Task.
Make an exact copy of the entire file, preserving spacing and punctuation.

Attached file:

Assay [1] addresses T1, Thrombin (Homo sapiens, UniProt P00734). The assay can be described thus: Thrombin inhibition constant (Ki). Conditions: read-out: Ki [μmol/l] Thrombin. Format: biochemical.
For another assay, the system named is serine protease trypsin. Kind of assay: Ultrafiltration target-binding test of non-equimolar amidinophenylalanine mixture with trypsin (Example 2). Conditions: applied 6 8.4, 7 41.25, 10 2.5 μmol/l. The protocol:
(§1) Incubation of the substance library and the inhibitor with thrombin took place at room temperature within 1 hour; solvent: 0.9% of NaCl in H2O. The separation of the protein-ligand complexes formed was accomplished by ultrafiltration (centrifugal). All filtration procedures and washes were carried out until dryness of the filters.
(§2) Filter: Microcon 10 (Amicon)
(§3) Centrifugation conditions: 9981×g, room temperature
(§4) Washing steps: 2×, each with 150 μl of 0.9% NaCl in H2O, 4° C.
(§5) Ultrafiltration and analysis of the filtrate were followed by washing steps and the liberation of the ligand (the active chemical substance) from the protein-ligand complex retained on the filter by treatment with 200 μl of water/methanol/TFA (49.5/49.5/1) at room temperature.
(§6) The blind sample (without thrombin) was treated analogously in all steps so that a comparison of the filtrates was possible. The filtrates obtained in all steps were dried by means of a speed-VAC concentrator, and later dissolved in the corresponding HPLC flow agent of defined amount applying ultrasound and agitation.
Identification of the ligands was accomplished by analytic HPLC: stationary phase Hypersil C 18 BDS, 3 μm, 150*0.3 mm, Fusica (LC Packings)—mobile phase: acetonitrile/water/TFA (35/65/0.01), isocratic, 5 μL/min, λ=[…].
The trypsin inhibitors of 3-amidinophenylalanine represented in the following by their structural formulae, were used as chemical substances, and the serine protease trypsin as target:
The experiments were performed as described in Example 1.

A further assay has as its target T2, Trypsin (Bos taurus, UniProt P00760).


Assay [1] addresses T1, Thrombin (Homo sapiens, UniProt P00734). The assay can be described thus: Thrombin inhibition constant (Ki). Conditions: read-out: Ki [μmol/l] Thrombin. Format: biochemical.
For another assay, the system named is serine protease trypsin. Kind of assay: Ultrafiltration target-binding test of non-equimolar amidinophenylalanine mixture with trypsin (Example 2). Conditions: applied 6 8.4, 7 41.25, 10 2.5 μmol/l. The protocol:
(§1) Incubation of the substance library and the inhibitor with thrombin took place at room temperature within 1 hour; solvent: 0.9% of NaCl in H2O. The separation of the protein-ligand complexes formed was accomplished by ultrafiltration (centrifugal). All filtration procedures and washes were carried out until dryness of the filters.
(§2) Filter: Microcon 10 (Amicon)
(§3) Centrifugation conditions: 9981×g, room temperature
(§4) Washing steps: 2×, each with 150 μl of 0.9% NaCl in H2O, 4° C.
(§5) Ultrafiltration and analysis of the filtrate were followed by washing steps and the liberation of the ligand (the active chemical substance) from the protein-ligand complex retained on the filter by treatment with 200 μl of water/methanol/TFA (49.5/49.5/1) at room temperature.
(§6) The blind sample (without thrombin) was treated analogously in all steps so that a comparison of the filtrates was possible. The filtrates obtained in all steps were dried by means of a speed-VAC concentrator, and later dissolved in the corresponding HPLC flow agent of defined amount applying ultrasound and agitation.
Identification of the ligands was accomplished by analytic HPLC: stationary phase Hypersil C 18 BDS, 3 μm, 150*0.3 mm, Fusica (LC Packings)—mobile phase: acetonitrile/water/TFA (35/65/0.01), isocratic, 5 μL/min, λ=[…].
The trypsin inhibitors of 3-amidinophenylalanine represented in the following by their structural formulae, were used as chemical substances, and the serine protease trypsin as target:
The experiments were performed as described in Example 1.

A further assay has as its target T2, Trypsin (Bos taurus, UniProt P00760).